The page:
"I understood that if Alameda's FTX accounts had significant negative balances in any particular currency, it meant that Alameda was borrowing funds that FTX's customers had deposited on the exchange," she added.

Caroline Ellison's plea agreement

In December 2022, Caroline Ellison pleaded guilty to two counts of wire fraud, two counts of conspiracy to commit wire fraud, conspiracy to commit securities fraud, conspiracy to commit commodities fraud, and conspiracy to commit money laundering. Ellison claimed she committed these crimes at Bankman-Fried's direction.

Under the plea agreement, Ellison must surrender her travel documents, forfeit any proceeds of crime and pay restitution of an amount determined by the court. Should she fully cooperate with law enforcement, the agreement would waive any charges except criminal tax violations, allowing Caroline to escape a potential 110-year prison term she faced before the plea.

Interestingly, Ellison isn't the only SBF's lieutenant to turn on her former boss — FTX co-founder Gary Wang and former director of engineering Nishad Singh both pleaded guilty to charges against them and are cooperating with prosecutors.

To score the deal, Caroline Ellison lawyered up with former SEC official Stephanie Avakian, former SEC enforcement director who also oversaw action against Ripple, Robinhood, Tesla, GE, and Elon Musk. She also retained her lawyers from WilmerHale, an influential law firm.

Meanwhile, Sam Bankman-Fried pleaded not guilty to all charges and will go to a trial in October. Given the strength of the criminal case against him, the disgraced CEO could be facing life in federal prison.

What is Caroline Ellison Net Worth?

According to The Sun, Caroline Ellison's net worth right before the collapse of the exchange was around $15 million. Court documents also reveal that founders and key employees of FTX received billions in payments and loans, including $2.2 billion to Bankman-Fried and $246 million to Gary Wang. Ellison got paid just $6 million, the least out of all exchange execs.

However, with much of her wealth tied to now-bankrupt FTX, disgorgement of ill-gotten gains, and legal fees, it's difficult to estimate Ellison's current net worth, though it may be safe to assume that it took a significant blow since the collapse of the exchange.

Who is Caroline Ellison dating?

According to the follow-up investigation by CoinDesk, Caroline Ellison was at times romantically involved with Bankman-Fried. She lived with the FTX boss in a luxury penthouse in the Bahamas — along with nine other senior execs who all used to be paired romantically with each other, leading to widespread speculation that FTX was run by a polyamorous commune, aka polycule.

Interestingly, a scandalous Tumblr blog that was speculated to belong to Ellison, seems to give some credence to the "FTX polycule" theory.

"When I first started my foray into poly, I thought of it as a radical break from my trad past, but tbh I've come to decide the only acceptable style of poly is best characterized as something like 'imperial Chinese harem,'" one post reads. "None of this non-hierarchical bullshit; everyone should have a ranking of their partners, people should know where they fall on the ranking, and there should be vicious power struggles for the higher ranks."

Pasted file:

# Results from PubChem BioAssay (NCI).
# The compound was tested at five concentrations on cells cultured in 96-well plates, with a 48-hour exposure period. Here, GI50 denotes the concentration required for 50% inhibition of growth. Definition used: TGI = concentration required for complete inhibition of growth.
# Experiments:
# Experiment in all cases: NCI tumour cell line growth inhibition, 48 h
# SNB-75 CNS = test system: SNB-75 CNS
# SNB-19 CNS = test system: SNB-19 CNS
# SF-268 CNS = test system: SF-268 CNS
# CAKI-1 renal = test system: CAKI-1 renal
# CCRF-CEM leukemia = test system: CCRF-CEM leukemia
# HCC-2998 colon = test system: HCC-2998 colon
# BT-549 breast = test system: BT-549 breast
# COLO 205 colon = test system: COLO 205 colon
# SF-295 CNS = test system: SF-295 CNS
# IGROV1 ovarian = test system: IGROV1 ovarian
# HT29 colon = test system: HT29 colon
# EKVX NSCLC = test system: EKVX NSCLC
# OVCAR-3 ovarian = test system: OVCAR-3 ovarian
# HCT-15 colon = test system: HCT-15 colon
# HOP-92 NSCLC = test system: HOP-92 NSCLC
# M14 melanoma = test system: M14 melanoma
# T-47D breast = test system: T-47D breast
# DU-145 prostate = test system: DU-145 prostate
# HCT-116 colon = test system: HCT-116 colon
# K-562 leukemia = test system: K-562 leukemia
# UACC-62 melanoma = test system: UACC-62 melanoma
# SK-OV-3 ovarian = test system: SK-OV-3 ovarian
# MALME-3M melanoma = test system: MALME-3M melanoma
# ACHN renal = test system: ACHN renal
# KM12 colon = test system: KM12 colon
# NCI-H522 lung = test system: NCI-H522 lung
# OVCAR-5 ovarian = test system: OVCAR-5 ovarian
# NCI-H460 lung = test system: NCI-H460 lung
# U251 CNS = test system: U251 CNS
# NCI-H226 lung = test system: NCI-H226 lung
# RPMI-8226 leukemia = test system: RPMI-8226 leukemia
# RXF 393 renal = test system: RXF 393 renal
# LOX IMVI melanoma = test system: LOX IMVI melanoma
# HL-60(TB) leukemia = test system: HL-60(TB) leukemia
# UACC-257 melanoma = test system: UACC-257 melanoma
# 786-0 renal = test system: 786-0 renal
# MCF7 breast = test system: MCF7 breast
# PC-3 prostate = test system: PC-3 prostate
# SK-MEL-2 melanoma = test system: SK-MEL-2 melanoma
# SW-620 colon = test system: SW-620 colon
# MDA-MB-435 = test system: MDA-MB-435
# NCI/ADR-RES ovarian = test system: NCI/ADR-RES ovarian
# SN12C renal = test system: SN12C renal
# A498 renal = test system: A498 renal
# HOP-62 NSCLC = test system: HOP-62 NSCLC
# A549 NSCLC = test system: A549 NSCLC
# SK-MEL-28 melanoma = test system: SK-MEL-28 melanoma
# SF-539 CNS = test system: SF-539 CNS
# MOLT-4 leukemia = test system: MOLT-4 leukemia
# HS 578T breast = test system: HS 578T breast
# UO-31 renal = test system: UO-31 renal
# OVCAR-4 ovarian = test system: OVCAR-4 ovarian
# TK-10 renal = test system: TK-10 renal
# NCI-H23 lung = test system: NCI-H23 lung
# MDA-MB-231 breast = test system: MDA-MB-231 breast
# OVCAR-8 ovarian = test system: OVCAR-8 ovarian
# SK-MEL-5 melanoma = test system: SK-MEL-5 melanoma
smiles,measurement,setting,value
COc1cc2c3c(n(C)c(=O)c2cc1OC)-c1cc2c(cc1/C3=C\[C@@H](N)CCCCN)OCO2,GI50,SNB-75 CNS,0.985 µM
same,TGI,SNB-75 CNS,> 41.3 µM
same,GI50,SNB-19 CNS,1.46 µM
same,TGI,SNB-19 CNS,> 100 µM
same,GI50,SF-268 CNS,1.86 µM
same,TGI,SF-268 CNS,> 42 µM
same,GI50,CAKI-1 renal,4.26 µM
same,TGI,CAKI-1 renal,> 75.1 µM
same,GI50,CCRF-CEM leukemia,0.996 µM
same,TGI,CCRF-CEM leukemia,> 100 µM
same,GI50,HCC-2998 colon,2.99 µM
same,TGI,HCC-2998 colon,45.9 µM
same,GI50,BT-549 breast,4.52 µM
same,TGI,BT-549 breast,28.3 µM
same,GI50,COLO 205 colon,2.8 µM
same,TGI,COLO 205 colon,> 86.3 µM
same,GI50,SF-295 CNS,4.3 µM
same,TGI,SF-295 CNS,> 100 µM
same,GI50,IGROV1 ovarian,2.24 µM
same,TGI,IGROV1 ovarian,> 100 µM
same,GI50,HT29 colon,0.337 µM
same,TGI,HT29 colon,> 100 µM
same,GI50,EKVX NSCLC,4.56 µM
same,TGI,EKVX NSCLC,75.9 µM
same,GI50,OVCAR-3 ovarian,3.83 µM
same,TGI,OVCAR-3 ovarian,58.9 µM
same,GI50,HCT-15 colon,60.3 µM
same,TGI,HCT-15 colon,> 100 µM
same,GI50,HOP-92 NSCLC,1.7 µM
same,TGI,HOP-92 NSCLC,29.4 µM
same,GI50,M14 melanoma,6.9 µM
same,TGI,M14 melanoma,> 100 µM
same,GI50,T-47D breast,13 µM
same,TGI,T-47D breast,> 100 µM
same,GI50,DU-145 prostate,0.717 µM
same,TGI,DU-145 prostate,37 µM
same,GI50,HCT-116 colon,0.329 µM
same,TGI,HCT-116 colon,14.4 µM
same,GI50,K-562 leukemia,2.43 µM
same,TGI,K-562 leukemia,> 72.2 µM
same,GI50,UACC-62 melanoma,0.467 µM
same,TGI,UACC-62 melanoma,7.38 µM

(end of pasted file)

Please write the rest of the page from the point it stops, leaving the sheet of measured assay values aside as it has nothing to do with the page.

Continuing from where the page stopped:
Caroline Ellison Tumblr blog

Caroline's bizarre Tumblr blog, which she appears to have maintained for years, displayed her unhinged fascination with sex, power, and race science. Although Ellison never confirmed the account's authorship, the blog — active since 2014 — linked directly to her Twitter account, and all personal details match up perfectly with her biography.

The blog, which went by the name of “Fake Charity Nerd Girl” (sic!) and the handle “worldoptimization,” has been since deleted but is still accessible through the Wayback Machine. Besides Ellison's posts about polyamory and cringe list of traits she finds attractive in men (which include, among other things, "controlling most major world governments" and "sufficient strength to physically overpower you"), former Alameda CEO also appears to be an adept of "human biodiversity," a sugar-coated euphemism for eugenics popularized by the white supremacist groups.

“I feel like part of me that is interested in HBD is the same part of me that loves personality types and ‘which character are you’ quizzes,” one post reads. “There’s a stereotype of racist people that they will assume any East Asian person speaks Chinese or something. I appreciate that HBD people are the exact opposite of that, and will make fun of you for saying something about ‘Indians’ without specifying province and caste because come on, the genetic differences there are massive.”

But perhaps the most striking of them all is Ellison's confession that crypto to her is really just about grift and ponzis, and not about the noble goals of banking the unbanked and resisting authoritarian governments, as was stated in FTX's numerous ad campaigns.

“I didn’t get into this as a crypto true believer,” the account wrote in March. “It’s mostly scams and memes when you get down to it.”